Theme Week Miami – Biscayne National Park

Monday, 24 April 2017 - 11:00 am (CET/MEZ) Berlin | Author/Destination:
Category/Kategorie: General, Miami / South Florida, Palaces, Castles, Manors, Parks

© National Park Service Digital Image Archives

© National Park Service Digital Image Archives

Biscayne National Park is a U.S. National Park located in southern Florida, south of Miami. The park preserves Biscayne Bay and its offshore barrier reefs. Ninety-five percent of the park is water, and the shore of the bay is the location of an extensive mangrove forest. The park covers 172,971 acres (69,999 ha) and includes Elliott Key, the park’s largest island and first of the true Florida Keys, formed from fossilized coral reef. The islands farther north in the park are transitional islands of coral and sand. The offshore portion of the park includes the northernmost region of the Florida Reef, one of the largest coral reefs in the world. Biscayne National Park protects four distinct ecosystems: the shoreline mangrove swamp, the shallow waters of Biscayne Bay, the coral limestone keys and the offshore Florida Reef. The shoreline swamps of the mainland and island margins provide a nursery for larval and juvenile fish, molluscs and crustaceans. The bay waters harbor immature and adult fish, seagrass beds, sponges, soft corals, and manatees. The keys are covered with tropical vegetation including endangered cacti and palms, and their beaches provide nesting grounds for endangered sea turtles. Offshore reefs and waters harbor more than 200 species of fish, pelagic birds, whales and hard corals. Sixteen endangered species including Schaus’ swallowtail butterflies, smalltooth sawfish, manatees, and green and hawksbill sea turtles may be observed in the park. Biscayne also has a small population of threatened American crocodiles and a few American alligators.

The people of the Glades culture inhabited the Biscayne Bay region as early as 10,000 years ago before rising sea levels filled the bay. The Tequesta people occupied the islands and shoreline from about 4,000 years before the present to the 16th century, when the Spanish took possession of Florida. Reefs claimed ships from Spanish times through the 20th century, with more than 40 documented wrecks within the park’s boundaries. While the park’s islands were farmed during the 19th and early 20th centuries, their rocky soil and periodic hurricanes made agriculture difficult to sustain. In the early 20th century the islands became secluded destinations for wealthy Miamians who built getaway homes and social clubs. Mark C. Honeywell‘s guesthouse on Boca Chita Key was the area’s most elaborate private retreat, featuring a mock lighthouse. The Cocolobo Cay Club was at various times owned by Miami developer Carl G. Fisher, yachtsman Garfield Wood, and President Richard Nixon‘s friend Bebe Rebozo, and was visited by four United States presidents. The amphibious community of Stiltsville was established in the 1930s in the shoals of northern Biscayne Bay, taking advantage of its remoteness from land to offer offshore gambling and alcohol during Prohibition. Originally proposed for inclusion in Everglades National Park, Biscayne Bay was cut from the proposed park to ensure Everglades’ establishment. It remained undeveloped until the 1960s, when a series of proposals were made to develop the keys in the manner of Miami Beach, and to construct a deepwater seaport for bulk cargo, along with refinery and petrochemical facilities on the mainland shore of Biscayne Bay. Through the 1960s and 1970s, two fossil-fueled power plants and two nuclear power plants were built on the bay shores. A backlash against development led to the 1968 designation of Biscayne National Monument. The preserved area was expanded by its 1980 re-designation as Biscayne National Park. The park is heavily used by boaters, and apart from the park’s visitor center on the mainland, its land and sea areas are accessible only by boat.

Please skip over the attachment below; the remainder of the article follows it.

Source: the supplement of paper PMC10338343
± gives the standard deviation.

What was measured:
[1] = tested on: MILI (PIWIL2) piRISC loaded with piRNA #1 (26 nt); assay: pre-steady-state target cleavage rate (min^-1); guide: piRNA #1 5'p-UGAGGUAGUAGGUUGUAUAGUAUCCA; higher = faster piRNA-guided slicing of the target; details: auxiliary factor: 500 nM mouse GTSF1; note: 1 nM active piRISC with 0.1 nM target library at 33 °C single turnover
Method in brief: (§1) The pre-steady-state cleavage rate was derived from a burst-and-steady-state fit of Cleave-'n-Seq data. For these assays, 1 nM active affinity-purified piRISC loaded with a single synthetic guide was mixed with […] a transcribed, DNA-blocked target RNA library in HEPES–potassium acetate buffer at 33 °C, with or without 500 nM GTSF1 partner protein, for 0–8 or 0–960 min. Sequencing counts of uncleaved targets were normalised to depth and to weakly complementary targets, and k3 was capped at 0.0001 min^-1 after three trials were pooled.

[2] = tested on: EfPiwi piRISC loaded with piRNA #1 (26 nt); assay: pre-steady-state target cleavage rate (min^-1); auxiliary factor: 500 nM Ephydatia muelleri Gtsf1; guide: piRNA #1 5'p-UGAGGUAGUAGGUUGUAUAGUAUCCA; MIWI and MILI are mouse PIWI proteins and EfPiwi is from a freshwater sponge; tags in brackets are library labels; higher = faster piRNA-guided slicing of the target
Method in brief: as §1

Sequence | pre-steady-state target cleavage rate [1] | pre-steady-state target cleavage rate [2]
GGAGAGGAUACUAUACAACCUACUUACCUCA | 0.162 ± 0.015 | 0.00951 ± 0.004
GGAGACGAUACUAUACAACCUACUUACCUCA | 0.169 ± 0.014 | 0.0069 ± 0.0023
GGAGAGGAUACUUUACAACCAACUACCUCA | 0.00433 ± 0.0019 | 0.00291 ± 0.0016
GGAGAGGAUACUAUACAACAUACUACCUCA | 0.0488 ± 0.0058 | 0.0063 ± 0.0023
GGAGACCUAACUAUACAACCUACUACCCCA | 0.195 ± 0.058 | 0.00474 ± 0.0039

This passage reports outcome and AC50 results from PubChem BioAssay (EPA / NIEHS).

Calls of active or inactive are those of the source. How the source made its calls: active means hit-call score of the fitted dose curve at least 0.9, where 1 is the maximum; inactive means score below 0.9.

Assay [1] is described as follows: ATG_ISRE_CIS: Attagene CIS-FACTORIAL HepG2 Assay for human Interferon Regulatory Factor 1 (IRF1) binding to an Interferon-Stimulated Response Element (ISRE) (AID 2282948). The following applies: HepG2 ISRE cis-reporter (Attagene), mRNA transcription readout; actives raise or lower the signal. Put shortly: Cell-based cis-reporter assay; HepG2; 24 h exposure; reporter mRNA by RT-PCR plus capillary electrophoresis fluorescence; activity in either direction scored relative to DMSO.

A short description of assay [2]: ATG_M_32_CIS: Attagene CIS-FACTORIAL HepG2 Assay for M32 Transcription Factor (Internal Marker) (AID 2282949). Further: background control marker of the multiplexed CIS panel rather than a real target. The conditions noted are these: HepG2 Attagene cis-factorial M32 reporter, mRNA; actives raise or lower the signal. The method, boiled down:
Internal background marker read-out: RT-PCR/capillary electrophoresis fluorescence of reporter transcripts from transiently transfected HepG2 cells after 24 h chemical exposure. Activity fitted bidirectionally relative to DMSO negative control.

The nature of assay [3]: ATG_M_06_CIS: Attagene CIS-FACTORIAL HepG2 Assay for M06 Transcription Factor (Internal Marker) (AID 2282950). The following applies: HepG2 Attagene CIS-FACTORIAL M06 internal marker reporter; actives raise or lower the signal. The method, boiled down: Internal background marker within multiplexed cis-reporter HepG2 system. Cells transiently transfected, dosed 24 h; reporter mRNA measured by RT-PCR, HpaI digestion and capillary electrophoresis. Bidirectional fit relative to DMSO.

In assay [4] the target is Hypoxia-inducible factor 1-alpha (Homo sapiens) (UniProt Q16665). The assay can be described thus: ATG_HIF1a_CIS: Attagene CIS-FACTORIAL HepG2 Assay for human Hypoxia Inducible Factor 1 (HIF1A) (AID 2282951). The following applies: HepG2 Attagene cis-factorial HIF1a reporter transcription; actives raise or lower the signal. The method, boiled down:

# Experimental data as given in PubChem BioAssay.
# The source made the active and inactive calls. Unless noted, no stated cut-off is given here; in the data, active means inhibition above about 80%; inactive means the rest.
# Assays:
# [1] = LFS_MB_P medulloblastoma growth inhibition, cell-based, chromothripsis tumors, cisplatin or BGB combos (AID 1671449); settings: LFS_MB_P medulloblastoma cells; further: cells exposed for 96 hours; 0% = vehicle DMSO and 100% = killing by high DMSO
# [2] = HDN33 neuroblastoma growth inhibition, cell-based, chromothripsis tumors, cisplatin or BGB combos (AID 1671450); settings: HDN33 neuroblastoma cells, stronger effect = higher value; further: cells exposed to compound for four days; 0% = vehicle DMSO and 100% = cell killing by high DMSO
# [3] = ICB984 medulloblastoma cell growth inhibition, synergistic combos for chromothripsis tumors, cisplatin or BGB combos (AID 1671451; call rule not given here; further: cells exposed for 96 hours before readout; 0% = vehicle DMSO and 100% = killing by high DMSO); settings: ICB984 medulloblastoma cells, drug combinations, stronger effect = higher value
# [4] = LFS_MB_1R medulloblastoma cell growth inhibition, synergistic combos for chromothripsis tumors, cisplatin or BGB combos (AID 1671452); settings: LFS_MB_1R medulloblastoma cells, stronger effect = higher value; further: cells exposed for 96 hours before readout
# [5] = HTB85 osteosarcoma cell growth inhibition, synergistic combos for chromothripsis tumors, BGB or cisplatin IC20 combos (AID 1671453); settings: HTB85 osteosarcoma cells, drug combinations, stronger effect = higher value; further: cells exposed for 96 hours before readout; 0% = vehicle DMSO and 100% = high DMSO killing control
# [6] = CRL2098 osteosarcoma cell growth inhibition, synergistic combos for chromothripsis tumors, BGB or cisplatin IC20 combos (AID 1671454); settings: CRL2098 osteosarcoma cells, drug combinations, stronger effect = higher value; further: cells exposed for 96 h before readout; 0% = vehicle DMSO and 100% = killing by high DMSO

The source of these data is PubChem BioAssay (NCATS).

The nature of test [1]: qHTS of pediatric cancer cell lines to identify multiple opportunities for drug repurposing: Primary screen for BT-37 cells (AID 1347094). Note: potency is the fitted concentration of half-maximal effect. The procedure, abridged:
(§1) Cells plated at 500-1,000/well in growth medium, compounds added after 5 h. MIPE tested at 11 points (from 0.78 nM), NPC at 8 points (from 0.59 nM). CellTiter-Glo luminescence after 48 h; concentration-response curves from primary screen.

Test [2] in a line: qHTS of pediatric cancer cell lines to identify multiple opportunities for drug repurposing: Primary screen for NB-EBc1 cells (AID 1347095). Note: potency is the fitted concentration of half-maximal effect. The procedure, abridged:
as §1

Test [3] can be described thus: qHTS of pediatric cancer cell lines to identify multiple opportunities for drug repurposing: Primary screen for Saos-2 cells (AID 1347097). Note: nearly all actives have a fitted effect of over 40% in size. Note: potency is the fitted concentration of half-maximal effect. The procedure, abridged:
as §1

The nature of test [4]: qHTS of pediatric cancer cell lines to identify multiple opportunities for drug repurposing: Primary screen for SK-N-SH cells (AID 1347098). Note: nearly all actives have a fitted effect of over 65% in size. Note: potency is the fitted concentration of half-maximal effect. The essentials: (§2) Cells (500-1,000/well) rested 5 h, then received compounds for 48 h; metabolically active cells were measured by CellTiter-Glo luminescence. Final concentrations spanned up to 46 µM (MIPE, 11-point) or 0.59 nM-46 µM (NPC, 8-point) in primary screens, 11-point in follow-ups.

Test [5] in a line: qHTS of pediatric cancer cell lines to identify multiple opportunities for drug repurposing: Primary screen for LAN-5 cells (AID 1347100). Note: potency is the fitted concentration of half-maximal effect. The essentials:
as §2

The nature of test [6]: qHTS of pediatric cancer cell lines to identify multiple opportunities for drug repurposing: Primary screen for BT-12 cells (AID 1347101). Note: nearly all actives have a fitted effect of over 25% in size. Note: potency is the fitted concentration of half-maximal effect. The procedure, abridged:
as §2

© flickr.com - Bruce Tuten/cc-by-2.0 Biscayne National Park visitor center © Fredlyfish4/cc-by-sa-3.0 © National Park Service Digital Image Archives © National Park Service Digital Image Archives © National Park Service Digital Image Archives © National Park Service Digital Image Archives © National Park Service Digital Image Archives © National Park Service Digital Image Archives
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Biscayne National Park visitor center © Fredlyfish4/cc-by-sa-3.0